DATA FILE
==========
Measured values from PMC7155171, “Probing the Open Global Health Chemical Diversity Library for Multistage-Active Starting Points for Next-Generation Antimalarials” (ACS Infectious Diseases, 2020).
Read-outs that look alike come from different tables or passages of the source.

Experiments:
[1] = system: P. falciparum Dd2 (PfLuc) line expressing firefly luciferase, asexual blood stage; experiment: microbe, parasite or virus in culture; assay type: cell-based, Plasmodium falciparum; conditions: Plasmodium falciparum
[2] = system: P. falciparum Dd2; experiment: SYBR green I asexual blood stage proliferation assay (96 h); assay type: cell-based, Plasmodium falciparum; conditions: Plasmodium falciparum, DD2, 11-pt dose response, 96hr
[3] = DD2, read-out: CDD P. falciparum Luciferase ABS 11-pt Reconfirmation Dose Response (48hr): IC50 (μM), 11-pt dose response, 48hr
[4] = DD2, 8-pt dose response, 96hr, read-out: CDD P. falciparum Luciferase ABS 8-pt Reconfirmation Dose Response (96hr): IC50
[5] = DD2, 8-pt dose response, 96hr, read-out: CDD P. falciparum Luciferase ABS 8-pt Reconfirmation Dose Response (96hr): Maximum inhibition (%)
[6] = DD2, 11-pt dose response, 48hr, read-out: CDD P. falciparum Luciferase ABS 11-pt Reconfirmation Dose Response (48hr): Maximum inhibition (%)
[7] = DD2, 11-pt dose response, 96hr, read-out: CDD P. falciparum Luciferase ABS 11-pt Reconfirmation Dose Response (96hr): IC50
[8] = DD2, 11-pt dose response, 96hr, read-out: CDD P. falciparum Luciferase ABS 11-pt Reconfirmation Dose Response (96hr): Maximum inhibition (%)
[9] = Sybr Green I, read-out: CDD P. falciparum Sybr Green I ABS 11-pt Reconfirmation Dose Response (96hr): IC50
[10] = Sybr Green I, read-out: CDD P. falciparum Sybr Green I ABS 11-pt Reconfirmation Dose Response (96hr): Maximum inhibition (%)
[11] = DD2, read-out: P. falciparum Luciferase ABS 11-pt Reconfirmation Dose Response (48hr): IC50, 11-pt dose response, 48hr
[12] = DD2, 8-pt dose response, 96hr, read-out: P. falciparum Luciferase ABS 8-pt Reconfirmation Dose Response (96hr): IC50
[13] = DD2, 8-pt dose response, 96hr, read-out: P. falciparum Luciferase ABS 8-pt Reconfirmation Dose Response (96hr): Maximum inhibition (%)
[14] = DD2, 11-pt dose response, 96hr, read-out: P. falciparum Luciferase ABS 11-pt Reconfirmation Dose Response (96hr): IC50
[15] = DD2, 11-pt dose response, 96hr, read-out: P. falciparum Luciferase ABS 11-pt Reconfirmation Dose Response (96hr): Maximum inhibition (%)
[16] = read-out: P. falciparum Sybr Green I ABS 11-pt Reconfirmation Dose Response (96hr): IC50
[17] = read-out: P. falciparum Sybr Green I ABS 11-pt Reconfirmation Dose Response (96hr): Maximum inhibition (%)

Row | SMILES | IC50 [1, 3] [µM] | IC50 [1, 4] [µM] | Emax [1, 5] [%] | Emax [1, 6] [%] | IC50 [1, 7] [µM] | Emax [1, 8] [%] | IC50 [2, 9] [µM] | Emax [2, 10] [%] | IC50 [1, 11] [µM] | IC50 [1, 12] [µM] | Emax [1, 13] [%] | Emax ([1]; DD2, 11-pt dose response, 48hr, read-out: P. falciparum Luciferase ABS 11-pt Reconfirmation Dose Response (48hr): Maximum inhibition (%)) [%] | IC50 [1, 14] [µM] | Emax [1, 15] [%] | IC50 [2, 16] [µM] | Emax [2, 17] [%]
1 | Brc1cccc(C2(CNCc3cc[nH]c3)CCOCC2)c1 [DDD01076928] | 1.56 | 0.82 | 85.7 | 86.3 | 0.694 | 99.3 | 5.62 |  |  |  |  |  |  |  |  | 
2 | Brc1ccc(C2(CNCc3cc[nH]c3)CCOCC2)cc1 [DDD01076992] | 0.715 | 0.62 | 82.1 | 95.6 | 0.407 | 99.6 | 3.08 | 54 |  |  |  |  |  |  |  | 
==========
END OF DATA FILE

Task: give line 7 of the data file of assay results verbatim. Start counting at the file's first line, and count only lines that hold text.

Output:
[4] = DD2, 8-pt dose response, 96hr, read-out: CDD P. falciparum Luciferase ABS 8-pt Reconfirmation Dose Response (96hr): IC50